According to IBM, around 90 percent of global data has been created in the past few years alone. Companies are now facing the immense challenge of finding results-driven individuals who know how to use this data to optimize the competitiveness of an organization.
A Big Data scientist is someone with the a set of tech skills, including coding, statistics, machine learning, database management, visualization techniques, and industry-specific knowledge. Big Data scientists must also have managerial skills as well as a background in human behavior.
According to IBM, around 90 percent of global data has been created in the past few years alone. Companies are now facing the immense challenge of finding results-driven individuals who know how to use this data to optimize the competitiveness of an organization. McKinsey estimates that there will be a shortage of 140,000-190,000 people with deep analytical talent within five years. The job outlook for business analytics professionals is extremely positive for the coming decades.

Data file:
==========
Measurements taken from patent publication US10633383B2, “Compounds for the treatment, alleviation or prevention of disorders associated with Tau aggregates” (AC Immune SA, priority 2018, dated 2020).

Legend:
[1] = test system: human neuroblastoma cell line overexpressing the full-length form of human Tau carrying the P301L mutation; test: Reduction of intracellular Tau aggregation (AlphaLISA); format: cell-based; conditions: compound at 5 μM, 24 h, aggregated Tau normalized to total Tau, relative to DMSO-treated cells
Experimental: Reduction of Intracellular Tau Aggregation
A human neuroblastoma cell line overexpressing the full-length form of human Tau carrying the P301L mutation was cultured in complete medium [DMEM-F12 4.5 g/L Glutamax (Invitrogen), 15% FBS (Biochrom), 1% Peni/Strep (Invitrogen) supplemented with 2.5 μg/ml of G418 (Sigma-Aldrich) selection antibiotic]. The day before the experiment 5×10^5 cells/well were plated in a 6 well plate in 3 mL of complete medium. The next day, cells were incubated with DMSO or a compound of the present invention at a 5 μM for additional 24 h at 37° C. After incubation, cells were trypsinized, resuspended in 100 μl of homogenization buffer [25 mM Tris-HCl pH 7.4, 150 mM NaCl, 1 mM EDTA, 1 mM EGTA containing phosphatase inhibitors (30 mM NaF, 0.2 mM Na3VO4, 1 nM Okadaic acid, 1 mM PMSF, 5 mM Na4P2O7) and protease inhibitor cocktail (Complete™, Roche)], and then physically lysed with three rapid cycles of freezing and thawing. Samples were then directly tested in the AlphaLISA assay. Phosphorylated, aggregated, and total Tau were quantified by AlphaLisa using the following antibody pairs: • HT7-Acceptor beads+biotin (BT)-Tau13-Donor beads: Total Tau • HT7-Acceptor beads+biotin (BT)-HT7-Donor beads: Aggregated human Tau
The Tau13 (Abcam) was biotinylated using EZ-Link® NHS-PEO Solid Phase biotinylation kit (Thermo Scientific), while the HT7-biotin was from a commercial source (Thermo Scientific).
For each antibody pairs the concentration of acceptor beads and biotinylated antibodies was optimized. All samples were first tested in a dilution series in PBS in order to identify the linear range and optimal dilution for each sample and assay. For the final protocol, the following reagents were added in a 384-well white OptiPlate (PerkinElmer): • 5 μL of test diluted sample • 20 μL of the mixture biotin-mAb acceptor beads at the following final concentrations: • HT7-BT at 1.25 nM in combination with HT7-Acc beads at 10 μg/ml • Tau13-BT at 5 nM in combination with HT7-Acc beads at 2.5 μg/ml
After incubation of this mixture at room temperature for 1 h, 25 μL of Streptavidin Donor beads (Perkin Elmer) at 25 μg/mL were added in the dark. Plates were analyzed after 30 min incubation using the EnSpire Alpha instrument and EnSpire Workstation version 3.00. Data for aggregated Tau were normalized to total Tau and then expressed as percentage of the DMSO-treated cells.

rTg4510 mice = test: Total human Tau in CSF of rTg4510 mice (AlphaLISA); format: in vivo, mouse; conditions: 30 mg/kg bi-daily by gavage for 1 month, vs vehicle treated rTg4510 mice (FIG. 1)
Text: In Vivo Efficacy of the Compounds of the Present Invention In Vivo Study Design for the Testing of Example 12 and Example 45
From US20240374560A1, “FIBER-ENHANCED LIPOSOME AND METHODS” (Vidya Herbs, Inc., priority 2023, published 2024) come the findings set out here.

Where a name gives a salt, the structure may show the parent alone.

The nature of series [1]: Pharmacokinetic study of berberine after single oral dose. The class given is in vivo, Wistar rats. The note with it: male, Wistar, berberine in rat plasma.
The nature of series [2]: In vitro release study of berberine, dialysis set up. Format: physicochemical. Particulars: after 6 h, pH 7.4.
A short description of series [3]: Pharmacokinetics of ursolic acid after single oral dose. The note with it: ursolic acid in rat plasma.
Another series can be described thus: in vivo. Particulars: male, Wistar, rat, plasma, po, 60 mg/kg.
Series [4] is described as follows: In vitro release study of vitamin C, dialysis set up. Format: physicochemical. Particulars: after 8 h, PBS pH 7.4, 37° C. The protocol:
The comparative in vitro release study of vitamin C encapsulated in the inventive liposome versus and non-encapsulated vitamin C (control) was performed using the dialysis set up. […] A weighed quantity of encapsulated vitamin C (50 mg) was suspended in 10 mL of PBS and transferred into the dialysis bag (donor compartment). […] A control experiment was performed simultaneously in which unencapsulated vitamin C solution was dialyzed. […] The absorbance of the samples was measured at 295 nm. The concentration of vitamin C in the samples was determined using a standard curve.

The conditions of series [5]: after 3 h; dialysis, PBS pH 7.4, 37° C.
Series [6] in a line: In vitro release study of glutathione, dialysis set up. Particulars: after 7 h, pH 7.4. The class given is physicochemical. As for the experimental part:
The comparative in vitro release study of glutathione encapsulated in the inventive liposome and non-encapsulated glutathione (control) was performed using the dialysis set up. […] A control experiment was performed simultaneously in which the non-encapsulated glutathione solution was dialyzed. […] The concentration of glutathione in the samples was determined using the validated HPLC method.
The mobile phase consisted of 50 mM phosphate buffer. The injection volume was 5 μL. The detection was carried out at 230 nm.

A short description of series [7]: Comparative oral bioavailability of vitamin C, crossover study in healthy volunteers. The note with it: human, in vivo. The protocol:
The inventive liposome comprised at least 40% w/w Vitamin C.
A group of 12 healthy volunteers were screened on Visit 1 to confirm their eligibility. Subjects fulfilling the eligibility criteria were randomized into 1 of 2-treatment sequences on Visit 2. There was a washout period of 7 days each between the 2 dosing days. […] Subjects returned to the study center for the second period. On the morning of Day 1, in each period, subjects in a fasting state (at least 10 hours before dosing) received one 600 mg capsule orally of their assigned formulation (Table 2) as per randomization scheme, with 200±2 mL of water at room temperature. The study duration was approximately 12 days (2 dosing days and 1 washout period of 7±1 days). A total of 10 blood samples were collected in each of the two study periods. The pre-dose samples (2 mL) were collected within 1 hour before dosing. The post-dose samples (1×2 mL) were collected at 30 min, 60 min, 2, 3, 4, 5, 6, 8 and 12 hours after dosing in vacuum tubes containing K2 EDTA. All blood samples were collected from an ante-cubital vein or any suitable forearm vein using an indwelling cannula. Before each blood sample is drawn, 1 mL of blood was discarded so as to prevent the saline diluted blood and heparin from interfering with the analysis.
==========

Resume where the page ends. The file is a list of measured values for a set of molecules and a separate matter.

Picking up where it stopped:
The massive generation of data is changing the way companies and governments do business. Leading organizations are tapping into Big Data & Analytics to transform their businesses and uncover new sources of value in their industries.
Data specialists face the challenge of extracting relevant insights from data by using advanced analytics and cutting-edge technologies to drive decision-making processes. They are front office professionals and results-driven individuals who are specialized in identifying, collecting, analyzing, interpreting, and transforming data.
Companies, non-profit organizations, and governments are struggling to optimize the performance of their operations and the quality of their decisions to stay competitive. As a result, there is a large and growing demand for specialized professionals who can use data to drive value and innovation.
These companies aren’t just looking for technologists. They’re looking to hire dynamic and specialized professionals who come from diverse backgrounds, such as business, engineering, economics, and mathematics.